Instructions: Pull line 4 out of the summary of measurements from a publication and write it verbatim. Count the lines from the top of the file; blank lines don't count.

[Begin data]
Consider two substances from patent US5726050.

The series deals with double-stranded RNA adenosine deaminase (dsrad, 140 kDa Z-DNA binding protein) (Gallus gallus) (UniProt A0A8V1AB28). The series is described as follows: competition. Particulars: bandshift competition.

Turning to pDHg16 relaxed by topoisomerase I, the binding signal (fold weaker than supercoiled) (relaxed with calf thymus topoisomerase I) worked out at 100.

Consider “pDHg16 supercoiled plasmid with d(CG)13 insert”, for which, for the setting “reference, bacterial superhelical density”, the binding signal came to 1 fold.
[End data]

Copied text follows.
Consider “pDHg16 supercoiled plasmid with d(CG)13 insert”, for which, for the setting “reference, bacterial superhelical density”, the binding signal came to 1 fold.